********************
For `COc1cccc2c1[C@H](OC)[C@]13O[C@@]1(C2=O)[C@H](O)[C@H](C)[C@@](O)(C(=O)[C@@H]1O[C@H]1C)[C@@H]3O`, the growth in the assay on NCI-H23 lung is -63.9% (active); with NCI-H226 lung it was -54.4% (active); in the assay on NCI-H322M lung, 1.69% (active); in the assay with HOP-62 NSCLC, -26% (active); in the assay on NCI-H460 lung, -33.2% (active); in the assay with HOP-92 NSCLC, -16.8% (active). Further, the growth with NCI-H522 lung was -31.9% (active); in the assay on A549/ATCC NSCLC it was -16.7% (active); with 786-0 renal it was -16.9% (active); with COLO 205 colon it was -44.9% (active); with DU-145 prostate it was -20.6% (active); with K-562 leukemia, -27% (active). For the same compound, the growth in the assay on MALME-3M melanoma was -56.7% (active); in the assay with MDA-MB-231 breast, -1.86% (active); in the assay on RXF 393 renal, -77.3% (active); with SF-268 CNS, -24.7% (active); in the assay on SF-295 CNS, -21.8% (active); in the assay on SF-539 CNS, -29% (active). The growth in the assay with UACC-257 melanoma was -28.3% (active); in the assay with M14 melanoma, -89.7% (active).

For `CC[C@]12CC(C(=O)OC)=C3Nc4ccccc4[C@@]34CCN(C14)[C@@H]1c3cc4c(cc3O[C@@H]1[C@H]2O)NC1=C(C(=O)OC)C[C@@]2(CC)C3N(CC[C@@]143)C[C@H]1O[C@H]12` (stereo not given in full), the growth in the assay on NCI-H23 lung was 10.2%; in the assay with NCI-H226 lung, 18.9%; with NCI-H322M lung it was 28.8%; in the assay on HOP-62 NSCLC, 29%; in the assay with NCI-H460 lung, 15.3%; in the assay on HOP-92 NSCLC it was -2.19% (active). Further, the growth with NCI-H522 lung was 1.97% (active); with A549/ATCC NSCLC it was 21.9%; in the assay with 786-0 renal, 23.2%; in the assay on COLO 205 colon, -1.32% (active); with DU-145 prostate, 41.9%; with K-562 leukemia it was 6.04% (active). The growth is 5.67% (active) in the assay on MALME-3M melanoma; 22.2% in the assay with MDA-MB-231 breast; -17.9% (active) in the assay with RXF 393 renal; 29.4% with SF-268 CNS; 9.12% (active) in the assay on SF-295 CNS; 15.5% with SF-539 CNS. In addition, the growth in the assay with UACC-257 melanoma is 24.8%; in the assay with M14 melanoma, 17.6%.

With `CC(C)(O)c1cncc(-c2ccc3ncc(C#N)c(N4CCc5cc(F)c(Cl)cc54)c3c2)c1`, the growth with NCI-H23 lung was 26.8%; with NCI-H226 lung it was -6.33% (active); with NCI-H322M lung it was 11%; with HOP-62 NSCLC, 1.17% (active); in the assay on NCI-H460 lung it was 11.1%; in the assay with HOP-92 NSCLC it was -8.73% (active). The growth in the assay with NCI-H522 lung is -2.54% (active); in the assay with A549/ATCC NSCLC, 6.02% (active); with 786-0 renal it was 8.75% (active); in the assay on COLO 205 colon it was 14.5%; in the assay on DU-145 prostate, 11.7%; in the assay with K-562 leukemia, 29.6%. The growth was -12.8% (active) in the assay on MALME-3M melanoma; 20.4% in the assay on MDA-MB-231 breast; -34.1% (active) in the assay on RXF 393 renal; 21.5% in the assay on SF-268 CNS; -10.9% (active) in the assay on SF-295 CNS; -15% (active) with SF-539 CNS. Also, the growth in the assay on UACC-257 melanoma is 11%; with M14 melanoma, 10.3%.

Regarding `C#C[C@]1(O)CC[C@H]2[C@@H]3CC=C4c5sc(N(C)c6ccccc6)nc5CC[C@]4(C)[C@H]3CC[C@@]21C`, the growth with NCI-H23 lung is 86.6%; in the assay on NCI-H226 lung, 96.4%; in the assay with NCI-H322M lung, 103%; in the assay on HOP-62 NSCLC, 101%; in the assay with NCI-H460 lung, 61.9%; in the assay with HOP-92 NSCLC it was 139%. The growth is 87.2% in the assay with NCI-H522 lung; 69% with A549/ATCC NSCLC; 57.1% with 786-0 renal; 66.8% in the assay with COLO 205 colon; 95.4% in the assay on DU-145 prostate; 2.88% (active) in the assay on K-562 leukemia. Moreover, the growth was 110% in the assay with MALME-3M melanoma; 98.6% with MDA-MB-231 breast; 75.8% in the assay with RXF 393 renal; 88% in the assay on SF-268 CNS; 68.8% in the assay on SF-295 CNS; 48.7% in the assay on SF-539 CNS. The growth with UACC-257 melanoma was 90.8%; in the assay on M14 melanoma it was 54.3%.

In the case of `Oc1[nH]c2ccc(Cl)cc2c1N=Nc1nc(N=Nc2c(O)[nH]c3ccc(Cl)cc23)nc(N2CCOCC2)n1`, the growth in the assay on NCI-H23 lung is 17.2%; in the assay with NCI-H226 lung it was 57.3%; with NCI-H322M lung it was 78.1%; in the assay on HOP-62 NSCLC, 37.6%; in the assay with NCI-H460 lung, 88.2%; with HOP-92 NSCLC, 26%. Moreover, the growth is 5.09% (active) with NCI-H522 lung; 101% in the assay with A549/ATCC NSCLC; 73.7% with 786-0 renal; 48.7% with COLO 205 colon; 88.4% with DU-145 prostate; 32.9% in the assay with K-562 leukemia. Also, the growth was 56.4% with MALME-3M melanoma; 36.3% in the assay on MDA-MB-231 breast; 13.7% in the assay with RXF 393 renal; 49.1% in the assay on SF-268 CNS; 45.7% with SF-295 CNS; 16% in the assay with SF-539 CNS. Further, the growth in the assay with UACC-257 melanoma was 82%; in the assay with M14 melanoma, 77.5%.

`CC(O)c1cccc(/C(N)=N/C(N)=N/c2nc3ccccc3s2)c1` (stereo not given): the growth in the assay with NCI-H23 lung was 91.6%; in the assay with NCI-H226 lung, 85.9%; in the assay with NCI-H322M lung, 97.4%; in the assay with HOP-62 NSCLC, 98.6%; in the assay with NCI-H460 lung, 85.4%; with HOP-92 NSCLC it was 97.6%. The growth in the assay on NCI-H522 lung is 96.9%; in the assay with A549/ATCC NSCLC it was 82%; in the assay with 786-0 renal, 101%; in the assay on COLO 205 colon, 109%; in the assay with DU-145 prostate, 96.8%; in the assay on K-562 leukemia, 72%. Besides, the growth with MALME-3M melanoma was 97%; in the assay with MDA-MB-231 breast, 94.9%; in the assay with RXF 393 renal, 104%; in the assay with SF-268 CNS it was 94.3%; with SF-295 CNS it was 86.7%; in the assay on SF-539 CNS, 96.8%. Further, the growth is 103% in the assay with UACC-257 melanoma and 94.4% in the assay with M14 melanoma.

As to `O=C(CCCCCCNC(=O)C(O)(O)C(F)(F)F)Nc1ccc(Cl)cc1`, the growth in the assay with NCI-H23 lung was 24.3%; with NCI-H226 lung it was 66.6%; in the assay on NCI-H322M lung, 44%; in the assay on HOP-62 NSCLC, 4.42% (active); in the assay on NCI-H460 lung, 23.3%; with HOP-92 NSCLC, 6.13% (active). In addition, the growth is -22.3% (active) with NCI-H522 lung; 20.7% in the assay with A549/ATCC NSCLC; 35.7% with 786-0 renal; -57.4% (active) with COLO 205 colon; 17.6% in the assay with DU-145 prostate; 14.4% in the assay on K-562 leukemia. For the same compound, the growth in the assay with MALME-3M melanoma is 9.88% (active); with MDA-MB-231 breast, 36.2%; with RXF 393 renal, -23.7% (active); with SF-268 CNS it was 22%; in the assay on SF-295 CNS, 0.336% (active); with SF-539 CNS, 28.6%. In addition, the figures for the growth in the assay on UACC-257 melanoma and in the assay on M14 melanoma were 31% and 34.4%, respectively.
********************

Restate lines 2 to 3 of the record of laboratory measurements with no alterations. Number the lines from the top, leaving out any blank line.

For `CC[C@]12CC(C(=O)OC)=C3Nc4ccccc4[C@@]34CCN(C14)[C@@H]1c3cc4c(cc3O[C@@H]1[C@H]2O)NC1=C(C(=O)OC)C[C@@]2(CC)C3N(CC[C@@]143)C[C@H]1O[C@H]12` (stereo not given in full), the growth in the assay on NCI-H23 lung was 10.2%; in the assay with NCI-H226 lung, 18.9%; with NCI-H322M lung it was 28.8%; in the assay on HOP-62 NSCLC, 29%; in the assay with NCI-H460 lung, 15.3%; in the assay on HOP-92 NSCLC it was -2.19% (active). Further, the growth with NCI-H522 lung was 1.97% (active); with A549/ATCC NSCLC it was 21.9%; in the assay with 786-0 renal, 23.2%; in the assay on COLO 205 colon, -1.32% (active); with DU-145 prostate, 41.9%; with K-562 leukemia it was 6.04% (active). The growth is 5.67% (active) in the assay on MALME-3M melanoma; 22.2% in the assay with MDA-MB-231 breast; -17.9% (active) in the assay with RXF 393 renal; 29.4% with SF-268 CNS; 9.12% (active) in the assay on SF-295 CNS; 15.5% with SF-539 CNS. In addition, the growth in the assay with UACC-257 melanoma is 24.8%; in the assay with M14 melanoma, 17.6%.

With `CC(C)(O)c1cncc(-c2ccc3ncc(C#N)c(N4CCc5cc(F)c(Cl)cc54)c3c2)c1`, the growth with NCI-H23 lung was 26.8%; with NCI-H226 lung it was -6.33% (active); with NCI-H322M lung it was 11%; with HOP-62 NSCLC, 1.17% (active); in the assay on NCI-H460 lung it was 11.1%; in the assay with HOP-92 NSCLC it was -8.73% (active). The growth in the assay with NCI-H522 lung is -2.54% (active); in the assay with A549/ATCC NSCLC, 6.02% (active); with 786-0 renal it was 8.75% (active); in the assay on COLO 205 colon it was 14.5%; in the assay on DU-145 prostate, 11.7%; in the assay with K-562 leukemia, 29.6%. The growth was -12.8% (active) in the assay on MALME-3M melanoma; 20.4% in the assay on MDA-MB-231 breast; -34.1% (active) in the assay on RXF 393 renal; 21.5% in the assay on SF-268 CNS; -10.9% (active) in the assay on SF-295 CNS; -15% (active) with SF-539 CNS. Also, the growth in the assay on UACC-257 melanoma is 11%; with M14 melanoma, 10.3%.